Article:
Picture ProcessingIt may not have the fancy ‘HEXA’ processor of the GT, VT and ZT series but the ST60 proved just as capable of providing excellent video processing with impressive scaling of standard definition signals and a cadence detection option that picks up on the most common 2:2 variant used in PAL DVDs. Deinterlacing of video content at 1080i was also excellent and 1080p24 – the most commonly used Blu-ray standard – showed only the inherent stutter natural to the low frame rate. For those that really don’t like it, using 24p Smooth Film in Mid alleviates it but at the expense of making everything look overly smooth. Still, the option is there if you want it, just don’t tell us you use it.
Gaming PerformanceAbout the only measurable disadvantage of the ST60 when compared to the higher-tier Panasonic Plasmas is the reaction to controller input which measures at 76.5 milliseconds, even with the Game Mode activated. It’s about the only thing letting the side down too, as games look absolutely tremendous and very smooth indeed with native 60 frames per second. With the advent of the PS4 and Xbox One, hopefully console gamers can begin to stop worrying about performance at below 60 fps. Well, we live in hope anyhow.
...reaction to controller input measures at 76.5 milliseconds
- Standby: 0W
- Out-of-the-Box – Normal Mode: 243W
- Calibrated – True Cinema Mode: 141W
- Calibrated - 3D Mode: 221W
Panasonic TX-P42ST60 Picture Quality 2DWith such high quality ingredients in the form of superb dynamic range, a totally neutral greyscale and supremely accurate colours you might ask what can possibly go wrong? And the answer would be very little indeed; the Panasonic ST60 is close to flawless, and especially when you consider what is an almost laughable asking price for a TV of this quality. If it’s a given that high-def broadcasts and Blu-ray – in particular – are going to look amazing, then it’s a nice added bonus that the ST60 is pretty sympathetic to ye olde standard definition sources; although, of course, a 42-inch panel is always going to show up fewer defects than the ‘big boys’ but it’s good news nonetheless for those that aren’t yet fully HD only.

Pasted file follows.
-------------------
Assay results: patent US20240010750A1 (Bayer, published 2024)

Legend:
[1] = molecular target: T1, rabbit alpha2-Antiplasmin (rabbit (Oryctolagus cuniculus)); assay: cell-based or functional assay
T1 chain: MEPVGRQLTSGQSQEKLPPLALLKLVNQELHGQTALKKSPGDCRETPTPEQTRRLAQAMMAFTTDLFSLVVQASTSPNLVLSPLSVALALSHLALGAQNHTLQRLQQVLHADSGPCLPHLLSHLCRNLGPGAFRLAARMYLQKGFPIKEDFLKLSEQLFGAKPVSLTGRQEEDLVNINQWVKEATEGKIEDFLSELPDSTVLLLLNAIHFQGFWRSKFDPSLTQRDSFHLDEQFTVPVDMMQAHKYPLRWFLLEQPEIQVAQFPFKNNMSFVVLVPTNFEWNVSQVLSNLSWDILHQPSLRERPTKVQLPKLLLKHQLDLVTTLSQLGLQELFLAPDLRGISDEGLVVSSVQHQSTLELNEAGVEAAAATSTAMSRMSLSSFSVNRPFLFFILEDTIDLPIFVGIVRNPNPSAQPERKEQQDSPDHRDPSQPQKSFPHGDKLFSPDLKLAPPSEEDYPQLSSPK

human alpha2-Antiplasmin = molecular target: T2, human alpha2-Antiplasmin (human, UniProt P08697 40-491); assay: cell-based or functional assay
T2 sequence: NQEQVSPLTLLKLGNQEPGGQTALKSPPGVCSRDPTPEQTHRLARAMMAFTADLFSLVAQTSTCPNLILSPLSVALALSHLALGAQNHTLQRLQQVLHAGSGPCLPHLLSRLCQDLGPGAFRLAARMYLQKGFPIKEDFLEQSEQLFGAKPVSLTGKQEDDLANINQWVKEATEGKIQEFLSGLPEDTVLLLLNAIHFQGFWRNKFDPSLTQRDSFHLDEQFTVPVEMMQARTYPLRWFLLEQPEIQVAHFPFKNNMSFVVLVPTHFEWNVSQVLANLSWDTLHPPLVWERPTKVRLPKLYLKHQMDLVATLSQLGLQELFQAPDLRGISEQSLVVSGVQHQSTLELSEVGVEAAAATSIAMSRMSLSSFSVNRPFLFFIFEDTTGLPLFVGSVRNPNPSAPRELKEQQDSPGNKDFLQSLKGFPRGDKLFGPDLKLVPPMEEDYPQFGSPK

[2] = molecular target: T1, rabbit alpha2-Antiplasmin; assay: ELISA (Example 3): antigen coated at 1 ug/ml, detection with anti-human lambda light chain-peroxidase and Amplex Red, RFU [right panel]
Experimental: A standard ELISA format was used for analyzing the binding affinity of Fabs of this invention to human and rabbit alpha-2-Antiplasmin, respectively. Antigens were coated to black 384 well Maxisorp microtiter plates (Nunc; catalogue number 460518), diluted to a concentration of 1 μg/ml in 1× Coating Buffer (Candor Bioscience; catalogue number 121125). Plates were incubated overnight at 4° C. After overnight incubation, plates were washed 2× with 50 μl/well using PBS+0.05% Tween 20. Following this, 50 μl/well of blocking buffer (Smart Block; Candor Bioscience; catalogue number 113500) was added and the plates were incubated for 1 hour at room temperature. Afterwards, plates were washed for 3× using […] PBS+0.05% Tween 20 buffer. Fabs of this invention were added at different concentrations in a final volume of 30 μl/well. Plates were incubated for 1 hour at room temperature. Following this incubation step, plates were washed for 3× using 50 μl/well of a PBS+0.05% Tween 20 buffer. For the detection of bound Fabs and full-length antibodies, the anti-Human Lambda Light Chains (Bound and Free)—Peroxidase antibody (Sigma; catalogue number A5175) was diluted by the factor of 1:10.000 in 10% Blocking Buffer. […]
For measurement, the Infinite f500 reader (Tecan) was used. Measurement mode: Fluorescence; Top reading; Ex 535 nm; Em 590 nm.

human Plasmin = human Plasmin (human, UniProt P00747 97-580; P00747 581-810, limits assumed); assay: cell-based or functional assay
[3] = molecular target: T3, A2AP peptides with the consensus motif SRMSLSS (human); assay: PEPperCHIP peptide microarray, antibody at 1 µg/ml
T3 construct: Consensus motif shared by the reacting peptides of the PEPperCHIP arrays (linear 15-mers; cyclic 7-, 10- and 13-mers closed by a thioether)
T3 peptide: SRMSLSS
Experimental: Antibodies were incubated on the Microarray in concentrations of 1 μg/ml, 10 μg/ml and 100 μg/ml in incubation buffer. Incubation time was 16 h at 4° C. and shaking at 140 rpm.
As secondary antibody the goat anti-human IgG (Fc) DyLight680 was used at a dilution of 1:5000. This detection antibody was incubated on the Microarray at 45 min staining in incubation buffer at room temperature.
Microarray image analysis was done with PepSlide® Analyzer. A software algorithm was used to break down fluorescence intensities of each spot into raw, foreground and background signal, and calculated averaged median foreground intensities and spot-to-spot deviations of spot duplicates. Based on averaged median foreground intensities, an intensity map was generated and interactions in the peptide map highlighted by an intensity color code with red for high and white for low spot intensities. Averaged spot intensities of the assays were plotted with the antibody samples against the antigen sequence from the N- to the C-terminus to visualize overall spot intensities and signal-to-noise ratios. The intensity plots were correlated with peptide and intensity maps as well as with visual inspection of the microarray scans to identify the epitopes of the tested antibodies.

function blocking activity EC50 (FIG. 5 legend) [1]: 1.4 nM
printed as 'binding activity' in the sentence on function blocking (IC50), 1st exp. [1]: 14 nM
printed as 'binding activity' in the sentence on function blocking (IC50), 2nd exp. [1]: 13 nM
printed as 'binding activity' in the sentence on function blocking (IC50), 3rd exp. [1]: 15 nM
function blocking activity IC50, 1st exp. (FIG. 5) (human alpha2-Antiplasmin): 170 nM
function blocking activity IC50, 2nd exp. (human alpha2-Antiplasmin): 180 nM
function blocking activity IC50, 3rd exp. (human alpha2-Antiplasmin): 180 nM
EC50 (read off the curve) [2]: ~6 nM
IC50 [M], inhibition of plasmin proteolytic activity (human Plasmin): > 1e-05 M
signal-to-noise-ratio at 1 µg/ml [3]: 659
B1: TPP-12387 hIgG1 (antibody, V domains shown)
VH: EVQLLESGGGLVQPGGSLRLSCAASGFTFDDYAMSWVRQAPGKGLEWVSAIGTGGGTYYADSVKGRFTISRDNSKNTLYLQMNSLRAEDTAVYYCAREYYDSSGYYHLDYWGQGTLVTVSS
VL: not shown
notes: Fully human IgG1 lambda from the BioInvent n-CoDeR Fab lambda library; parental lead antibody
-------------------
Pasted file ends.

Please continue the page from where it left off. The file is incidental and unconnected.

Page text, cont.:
The two most recent pressing picture quality concerns of Panasonic’s Neo Plasma range have stemmed from a lack of optimisation for 50Hz sources and since that’s what our broadcasters (short-sightedly) decided was going to be our staple fare, it’s kind of important that Panasonic looked to address this. And they have. There is still the occasional double edge to objects under panning or in motion but the horrors of the 50Hz Bug are now largely a thing of the past and motion handling is generally sublime – without recourse to frame insertion guesswork. We still did pick up on some Dynamic False Contouring (DFC), manifest most obviously in magenta and green tinging to cheek and jawbones but also visible on other objects, it’s again reduced from years gone by. Perhaps not quite to the extent that we’ve seen with the GT60, VT65 and ZT65 but it’s a small price to pay, all things considered.